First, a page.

What do I need to do now?
Trust accounts held by Professional Trustees are not automatically treated as professional trust accounts. To qualify for the professional trustee reporting rules, a law firm or legal professional must:
For more information regarding the changes to disclosure requirements consult the CDIC overview of the changes, the CDIC Act, visit CDIC’s website or call CDIC’s toll-free information line at 1-800-461-2342.
CDIC defines a professional trustee as including a lawyer or partnership of lawyers, a law corporation or a notary or partnership of notaries in the province of Quebec, when they act in that capacity as a trustee of money for others.
A professional trust account is an account that Professional Trustees can designate are a new classification of trustees who may opt into less onerous disclosure requirements for accounts they designate Professional Trustee Accounts (PTAs).
No. As of April 30, 2022, alphanumeric IDs will no longer be acceptable for the disclosure of trust beneficiaries. Since legal professionals can no longer use this option, they will have to obtain the consent of clients before disclosing identifying information to CDIC. A client who does not consent to the disclosure will not be eligible for compensation through CDIC in the event of a member institution’s failure. That would not prevent the client from seeking recovery through a bankruptcy proceeding or the courts.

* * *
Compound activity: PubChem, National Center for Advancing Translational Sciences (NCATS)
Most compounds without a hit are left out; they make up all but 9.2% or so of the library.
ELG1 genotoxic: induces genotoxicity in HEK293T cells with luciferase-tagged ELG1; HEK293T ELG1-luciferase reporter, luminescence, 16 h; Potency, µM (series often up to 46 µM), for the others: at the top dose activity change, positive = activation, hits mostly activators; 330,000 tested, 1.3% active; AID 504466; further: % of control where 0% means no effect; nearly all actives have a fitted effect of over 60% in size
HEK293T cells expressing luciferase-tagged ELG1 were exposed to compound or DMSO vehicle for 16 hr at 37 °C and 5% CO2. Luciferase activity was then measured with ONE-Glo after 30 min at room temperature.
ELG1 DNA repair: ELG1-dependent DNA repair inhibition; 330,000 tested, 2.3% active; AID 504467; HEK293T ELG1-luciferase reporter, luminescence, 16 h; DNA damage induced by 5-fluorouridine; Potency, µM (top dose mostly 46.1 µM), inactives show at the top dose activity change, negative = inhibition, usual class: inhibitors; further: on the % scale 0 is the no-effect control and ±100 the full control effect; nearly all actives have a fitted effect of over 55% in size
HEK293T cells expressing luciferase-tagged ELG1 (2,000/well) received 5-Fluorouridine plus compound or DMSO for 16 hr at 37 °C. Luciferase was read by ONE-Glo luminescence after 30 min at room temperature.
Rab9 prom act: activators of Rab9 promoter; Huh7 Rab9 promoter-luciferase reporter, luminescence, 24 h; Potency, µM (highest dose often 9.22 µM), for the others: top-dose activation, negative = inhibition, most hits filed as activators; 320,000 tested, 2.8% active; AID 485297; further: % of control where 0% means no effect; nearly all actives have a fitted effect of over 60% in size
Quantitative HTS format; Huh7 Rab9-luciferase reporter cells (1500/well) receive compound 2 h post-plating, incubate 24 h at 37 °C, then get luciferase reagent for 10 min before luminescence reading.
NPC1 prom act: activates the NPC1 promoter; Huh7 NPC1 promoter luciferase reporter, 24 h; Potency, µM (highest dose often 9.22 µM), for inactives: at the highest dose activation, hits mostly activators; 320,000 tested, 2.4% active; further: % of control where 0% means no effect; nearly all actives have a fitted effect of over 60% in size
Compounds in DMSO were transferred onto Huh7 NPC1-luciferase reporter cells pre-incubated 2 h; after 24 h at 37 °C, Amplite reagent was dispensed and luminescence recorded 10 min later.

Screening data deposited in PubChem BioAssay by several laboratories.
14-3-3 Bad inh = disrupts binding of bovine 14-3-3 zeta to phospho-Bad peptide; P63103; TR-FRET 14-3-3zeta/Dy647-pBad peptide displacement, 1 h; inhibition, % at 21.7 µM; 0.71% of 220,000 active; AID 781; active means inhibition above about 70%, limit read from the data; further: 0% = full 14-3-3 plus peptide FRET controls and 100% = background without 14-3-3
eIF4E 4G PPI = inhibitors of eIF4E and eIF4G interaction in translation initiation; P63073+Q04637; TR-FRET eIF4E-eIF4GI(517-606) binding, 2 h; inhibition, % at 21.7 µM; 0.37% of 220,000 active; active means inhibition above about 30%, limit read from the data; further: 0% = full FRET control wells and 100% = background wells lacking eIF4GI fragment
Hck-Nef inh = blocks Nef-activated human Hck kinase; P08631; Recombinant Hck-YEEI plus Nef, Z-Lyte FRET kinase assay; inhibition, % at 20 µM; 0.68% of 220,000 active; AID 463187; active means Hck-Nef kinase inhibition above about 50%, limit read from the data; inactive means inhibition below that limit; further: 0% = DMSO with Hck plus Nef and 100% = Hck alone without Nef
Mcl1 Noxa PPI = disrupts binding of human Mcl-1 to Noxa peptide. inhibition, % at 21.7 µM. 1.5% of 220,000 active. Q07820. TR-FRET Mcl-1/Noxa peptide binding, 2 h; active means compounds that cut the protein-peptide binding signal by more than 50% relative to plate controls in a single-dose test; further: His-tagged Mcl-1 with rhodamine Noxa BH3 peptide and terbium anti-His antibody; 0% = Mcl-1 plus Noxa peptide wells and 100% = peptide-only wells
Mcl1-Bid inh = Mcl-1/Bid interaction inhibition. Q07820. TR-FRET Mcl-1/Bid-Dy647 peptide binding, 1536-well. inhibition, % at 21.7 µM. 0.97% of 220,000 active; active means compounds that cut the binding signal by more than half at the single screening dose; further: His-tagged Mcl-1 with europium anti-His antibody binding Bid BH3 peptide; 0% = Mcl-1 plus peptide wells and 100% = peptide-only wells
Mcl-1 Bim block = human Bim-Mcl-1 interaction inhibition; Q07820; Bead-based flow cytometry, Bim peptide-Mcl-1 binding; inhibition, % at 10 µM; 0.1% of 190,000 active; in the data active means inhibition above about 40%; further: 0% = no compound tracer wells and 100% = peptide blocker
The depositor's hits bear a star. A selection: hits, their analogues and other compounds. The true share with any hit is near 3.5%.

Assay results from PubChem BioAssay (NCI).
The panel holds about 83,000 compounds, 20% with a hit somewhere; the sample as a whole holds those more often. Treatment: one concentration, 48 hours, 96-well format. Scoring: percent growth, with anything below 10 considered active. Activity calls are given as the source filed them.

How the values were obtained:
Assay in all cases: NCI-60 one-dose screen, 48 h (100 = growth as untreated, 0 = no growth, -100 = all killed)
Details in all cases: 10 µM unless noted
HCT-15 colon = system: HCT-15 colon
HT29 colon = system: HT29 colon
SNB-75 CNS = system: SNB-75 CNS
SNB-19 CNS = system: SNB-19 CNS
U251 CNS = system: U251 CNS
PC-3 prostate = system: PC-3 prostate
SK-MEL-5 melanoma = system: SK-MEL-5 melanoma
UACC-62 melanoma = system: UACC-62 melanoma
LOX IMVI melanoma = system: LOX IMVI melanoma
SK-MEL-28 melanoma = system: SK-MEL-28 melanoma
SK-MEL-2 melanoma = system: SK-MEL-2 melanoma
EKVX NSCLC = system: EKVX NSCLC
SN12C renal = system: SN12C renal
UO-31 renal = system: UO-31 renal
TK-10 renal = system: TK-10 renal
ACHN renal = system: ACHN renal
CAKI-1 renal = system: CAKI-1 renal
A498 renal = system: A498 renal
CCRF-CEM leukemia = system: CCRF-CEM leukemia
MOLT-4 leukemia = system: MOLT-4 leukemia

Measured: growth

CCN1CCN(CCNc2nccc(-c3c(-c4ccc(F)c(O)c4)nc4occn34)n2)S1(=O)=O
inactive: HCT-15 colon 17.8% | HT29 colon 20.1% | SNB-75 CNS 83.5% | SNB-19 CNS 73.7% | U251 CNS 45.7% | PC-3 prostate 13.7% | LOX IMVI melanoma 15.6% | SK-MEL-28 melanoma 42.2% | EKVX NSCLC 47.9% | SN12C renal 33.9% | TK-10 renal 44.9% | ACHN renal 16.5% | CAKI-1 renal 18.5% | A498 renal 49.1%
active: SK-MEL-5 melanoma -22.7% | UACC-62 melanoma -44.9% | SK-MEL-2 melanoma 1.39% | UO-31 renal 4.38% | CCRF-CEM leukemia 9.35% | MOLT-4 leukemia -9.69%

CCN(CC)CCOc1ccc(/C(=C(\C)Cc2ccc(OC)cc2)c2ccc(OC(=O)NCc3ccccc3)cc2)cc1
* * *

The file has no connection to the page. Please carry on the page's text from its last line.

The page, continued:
The new rules are important because they affect how deposits held by professional trustees receive deposit insurance protection, and how CDIC would address these deposits in the event of failure of a CDIC member institution.
Professional trustee designation must be maintained annually to ensure that client funds in the trust account(s) receive the maximum amount of recovery in event of the failure of a CDIC insured financial institution.
No. CDIC continues to insure eligible deposits in trust to a maximum of $100,000 per beneficiary under the new rules.
The new rules will take effect on April 30, 2022.
MIs include banks, federally regulated credit unions as well as loan and trust companies and associations governed by Cooperative Credit Associations Act that take deposits. A list of CDIC members is available on their website: www.cdic.ca.
CDIC has resolved 43 MI failures affecting some two million Canadians; to date, no one has lost a dollar of deposits protected by CDIC.
Once an account is designated as a PTA, the lawyer benefits from less onerous and more streamlined reporting requirements by not reporting beneficiary information regularly to CDIC member institutions and thus, protecting client confidentiality. Professional Trustee’s however, must maintain up-to-date beneficiary records and provide the beneficiary information only upon request to CDIC, usually in the event of failure of a CDIC member institution. Prior to making such a disclosure, the legal professional or law firm would have to obtain the consent of their clients.